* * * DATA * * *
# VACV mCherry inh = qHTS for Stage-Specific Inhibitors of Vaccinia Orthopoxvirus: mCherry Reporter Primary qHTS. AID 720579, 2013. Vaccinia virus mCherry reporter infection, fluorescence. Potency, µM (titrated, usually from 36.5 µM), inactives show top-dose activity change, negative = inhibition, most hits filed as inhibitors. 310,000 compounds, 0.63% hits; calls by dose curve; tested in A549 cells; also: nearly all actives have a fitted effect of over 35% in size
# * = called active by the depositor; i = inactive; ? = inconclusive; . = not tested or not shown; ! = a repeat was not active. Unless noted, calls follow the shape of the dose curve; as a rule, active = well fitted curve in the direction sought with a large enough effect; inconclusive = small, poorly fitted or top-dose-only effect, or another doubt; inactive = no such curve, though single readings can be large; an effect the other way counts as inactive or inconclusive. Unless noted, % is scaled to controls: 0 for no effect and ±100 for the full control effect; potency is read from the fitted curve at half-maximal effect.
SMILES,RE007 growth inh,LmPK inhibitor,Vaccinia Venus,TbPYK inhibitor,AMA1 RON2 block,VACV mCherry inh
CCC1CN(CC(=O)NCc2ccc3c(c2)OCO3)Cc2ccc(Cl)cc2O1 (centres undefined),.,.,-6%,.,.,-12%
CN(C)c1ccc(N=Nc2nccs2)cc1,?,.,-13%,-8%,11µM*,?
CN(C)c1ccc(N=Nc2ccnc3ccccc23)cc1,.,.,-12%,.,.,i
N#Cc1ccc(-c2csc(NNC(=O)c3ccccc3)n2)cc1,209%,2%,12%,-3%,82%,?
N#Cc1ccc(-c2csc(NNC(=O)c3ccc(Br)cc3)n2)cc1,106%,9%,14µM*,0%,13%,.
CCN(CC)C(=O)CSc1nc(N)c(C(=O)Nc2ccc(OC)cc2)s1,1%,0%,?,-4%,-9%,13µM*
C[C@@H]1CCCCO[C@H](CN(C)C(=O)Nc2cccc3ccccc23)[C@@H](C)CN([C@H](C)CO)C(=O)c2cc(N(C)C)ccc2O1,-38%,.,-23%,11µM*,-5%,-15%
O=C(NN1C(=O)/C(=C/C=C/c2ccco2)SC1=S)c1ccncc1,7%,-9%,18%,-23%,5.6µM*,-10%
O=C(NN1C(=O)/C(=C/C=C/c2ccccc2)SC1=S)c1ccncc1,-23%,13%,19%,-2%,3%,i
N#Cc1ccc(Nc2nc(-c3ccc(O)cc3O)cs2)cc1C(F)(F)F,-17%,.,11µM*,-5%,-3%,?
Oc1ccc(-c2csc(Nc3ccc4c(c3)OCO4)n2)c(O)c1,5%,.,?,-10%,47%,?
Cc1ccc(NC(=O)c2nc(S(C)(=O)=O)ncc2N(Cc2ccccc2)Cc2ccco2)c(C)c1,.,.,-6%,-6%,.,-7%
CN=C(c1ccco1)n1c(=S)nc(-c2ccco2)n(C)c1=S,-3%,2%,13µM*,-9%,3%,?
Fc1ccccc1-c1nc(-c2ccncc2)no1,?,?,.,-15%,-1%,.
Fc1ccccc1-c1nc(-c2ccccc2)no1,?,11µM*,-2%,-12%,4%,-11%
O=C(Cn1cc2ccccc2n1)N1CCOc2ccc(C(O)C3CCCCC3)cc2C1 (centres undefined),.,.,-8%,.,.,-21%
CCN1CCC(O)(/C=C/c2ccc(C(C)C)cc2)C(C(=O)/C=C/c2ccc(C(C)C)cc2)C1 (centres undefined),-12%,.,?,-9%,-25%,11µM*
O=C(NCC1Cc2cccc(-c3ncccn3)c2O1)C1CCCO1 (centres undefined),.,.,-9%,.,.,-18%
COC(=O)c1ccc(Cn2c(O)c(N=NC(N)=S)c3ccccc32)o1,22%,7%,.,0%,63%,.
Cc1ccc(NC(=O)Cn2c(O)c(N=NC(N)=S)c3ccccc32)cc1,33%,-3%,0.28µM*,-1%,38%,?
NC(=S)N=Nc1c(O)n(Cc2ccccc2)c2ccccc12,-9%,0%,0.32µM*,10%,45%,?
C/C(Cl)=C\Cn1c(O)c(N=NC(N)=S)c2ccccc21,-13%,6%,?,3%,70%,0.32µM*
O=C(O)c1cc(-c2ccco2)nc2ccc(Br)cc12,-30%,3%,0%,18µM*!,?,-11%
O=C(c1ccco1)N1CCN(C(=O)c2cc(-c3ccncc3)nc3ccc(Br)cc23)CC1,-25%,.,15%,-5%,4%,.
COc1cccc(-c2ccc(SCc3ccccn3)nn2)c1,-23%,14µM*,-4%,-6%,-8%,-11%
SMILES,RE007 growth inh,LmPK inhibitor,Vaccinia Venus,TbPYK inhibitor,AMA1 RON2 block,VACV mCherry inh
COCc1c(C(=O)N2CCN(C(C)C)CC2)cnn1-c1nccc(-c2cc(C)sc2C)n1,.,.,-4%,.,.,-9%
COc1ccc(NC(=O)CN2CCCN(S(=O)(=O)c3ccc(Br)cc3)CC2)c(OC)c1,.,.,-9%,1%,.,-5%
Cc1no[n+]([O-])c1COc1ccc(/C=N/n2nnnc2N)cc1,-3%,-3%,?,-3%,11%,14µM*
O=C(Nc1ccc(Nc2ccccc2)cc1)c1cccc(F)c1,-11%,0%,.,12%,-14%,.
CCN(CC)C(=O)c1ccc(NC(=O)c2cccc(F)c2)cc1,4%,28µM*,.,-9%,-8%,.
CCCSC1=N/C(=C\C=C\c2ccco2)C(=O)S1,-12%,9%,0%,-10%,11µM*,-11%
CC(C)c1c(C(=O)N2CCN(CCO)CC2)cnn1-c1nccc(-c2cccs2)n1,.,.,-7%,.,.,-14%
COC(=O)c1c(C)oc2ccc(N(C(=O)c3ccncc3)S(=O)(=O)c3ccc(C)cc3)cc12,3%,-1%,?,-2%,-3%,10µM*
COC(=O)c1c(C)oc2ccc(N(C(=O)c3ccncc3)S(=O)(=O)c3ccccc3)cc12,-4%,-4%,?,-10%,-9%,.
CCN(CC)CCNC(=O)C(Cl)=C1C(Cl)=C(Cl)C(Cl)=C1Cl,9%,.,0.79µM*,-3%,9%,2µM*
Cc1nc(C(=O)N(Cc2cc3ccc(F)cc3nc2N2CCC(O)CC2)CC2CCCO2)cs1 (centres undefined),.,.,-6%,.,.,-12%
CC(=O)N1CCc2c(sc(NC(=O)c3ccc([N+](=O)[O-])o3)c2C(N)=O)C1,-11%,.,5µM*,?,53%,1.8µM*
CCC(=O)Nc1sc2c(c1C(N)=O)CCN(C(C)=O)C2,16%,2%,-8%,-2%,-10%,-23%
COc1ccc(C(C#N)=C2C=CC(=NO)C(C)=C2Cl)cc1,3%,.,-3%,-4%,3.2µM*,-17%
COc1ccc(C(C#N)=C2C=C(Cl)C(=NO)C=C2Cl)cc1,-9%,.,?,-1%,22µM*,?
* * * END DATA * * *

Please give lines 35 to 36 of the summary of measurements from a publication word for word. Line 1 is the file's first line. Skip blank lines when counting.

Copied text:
CCCSC1=N/C(=C\C=C\c2ccco2)C(=O)S1,-12%,9%,0%,-10%,11µM*,-11%
CC(C)c1c(C(=O)N2CCN(CCO)CC2)cnn1-c1nccc(-c2cccs2)n1,.,.,-7%,.,.,-14%